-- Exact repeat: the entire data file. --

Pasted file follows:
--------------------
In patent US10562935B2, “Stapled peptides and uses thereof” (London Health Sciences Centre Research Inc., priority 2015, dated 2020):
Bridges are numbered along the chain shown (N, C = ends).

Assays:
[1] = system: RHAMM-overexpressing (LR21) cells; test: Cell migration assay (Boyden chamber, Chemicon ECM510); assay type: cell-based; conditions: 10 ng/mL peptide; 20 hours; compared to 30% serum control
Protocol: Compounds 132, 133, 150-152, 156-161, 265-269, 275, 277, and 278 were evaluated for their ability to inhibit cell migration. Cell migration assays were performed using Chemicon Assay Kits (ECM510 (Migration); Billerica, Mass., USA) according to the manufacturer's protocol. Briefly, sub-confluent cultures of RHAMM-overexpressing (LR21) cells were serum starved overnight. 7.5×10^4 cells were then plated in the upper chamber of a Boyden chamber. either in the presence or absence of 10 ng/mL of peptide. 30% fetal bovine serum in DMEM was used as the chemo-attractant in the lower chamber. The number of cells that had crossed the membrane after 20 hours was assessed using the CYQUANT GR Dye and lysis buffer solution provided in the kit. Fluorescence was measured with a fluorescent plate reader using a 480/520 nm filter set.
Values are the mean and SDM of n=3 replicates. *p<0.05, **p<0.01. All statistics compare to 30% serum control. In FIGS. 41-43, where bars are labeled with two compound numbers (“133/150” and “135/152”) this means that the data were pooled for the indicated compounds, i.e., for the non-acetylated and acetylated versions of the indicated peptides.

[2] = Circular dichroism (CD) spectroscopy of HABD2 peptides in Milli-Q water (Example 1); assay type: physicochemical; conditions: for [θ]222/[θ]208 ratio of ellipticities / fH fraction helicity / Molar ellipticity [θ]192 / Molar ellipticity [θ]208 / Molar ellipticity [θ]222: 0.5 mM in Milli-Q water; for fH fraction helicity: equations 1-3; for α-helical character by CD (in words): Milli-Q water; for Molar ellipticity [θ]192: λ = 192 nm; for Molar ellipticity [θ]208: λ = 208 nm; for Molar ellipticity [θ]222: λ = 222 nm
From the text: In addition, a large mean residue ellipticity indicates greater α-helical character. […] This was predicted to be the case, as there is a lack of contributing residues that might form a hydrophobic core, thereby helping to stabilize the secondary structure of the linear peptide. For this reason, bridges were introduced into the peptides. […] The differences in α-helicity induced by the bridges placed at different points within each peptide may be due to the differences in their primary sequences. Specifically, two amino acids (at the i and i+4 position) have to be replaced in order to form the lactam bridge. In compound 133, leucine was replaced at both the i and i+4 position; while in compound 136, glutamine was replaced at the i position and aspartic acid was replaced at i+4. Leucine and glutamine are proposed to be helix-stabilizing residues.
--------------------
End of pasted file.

In patent US10562935B2, “Stapled peptides and uses thereof” (London Health Sciences Centre Research Inc., priority 2015, dated 2020):
Bridges are numbered along the chain shown (N, C = ends).

Assays:
[1] = system: RHAMM-overexpressing (LR21) cells; test: Cell migration assay (Boyden chamber, Chemicon ECM510); assay type: cell-based; conditions: 10 ng/mL peptide; 20 hours; compared to 30% serum control
Protocol: Compounds 132, 133, 150-152, 156-161, 265-269, 275, 277, and 278 were evaluated for their ability to inhibit cell migration. Cell migration assays were performed using Chemicon Assay Kits (ECM510 (Migration); Billerica, Mass., USA) according to the manufacturer's protocol. Briefly, sub-confluent cultures of RHAMM-overexpressing (LR21) cells were serum starved overnight. 7.5×10^4 cells were then plated in the upper chamber of a Boyden chamber. either in the presence or absence of 10 ng/mL of peptide. 30% fetal bovine serum in DMEM was used as the chemo-attractant in the lower chamber. The number of cells that had crossed the membrane after 20 hours was assessed using the CYQUANT GR Dye and lysis buffer solution provided in the kit. Fluorescence was measured with a fluorescent plate reader using a 480/520 nm filter set.
Values are the mean and SDM of n=3 replicates. *p<0.05, **p<0.01. All statistics compare to 30% serum control. In FIGS. 41-43, where bars are labeled with two compound numbers (“133/150” and “135/152”) this means that the data were pooled for the indicated compounds, i.e., for the non-acetylated and acetylated versions of the indicated peptides.

[2] = Circular dichroism (CD) spectroscopy of HABD2 peptides in Milli-Q water (Example 1); assay type: physicochemical; conditions: for [θ]222/[θ]208 ratio of ellipticities / fH fraction helicity / Molar ellipticity [θ]192 / Molar ellipticity [θ]208 / Molar ellipticity [θ]222: 0.5 mM in Milli-Q water; for fH fraction helicity: equations 1-3; for α-helical character by CD (in words): Milli-Q water; for Molar ellipticity [θ]192: λ = 192 nm; for Molar ellipticity [θ]208: λ = 208 nm; for Molar ellipticity [θ]222: λ = 222 nm
From the text: In addition, a large mean residue ellipticity indicates greater α-helical character. […] This was predicted to be the case, as there is a lack of contributing residues that might form a hydrophobic core, thereby helping to stabilize the secondary structure of the linear peptide. For this reason, bridges were introduced into the peptides. […] The differences in α-helicity induced by the bridges placed at different points within each peptide may be due to the differences in their primary sequences. Specifically, two amino acids (at the i and i+4 position) have to be replaced in order to form the lactam bridge. In compound 133, leucine was replaced at both the i and i+4 position; while in compound 136, glutamine was replaced at the i position and aspartic acid was replaced at i+4. Leucine and glutamine are proposed to be helix-stabilizing residues.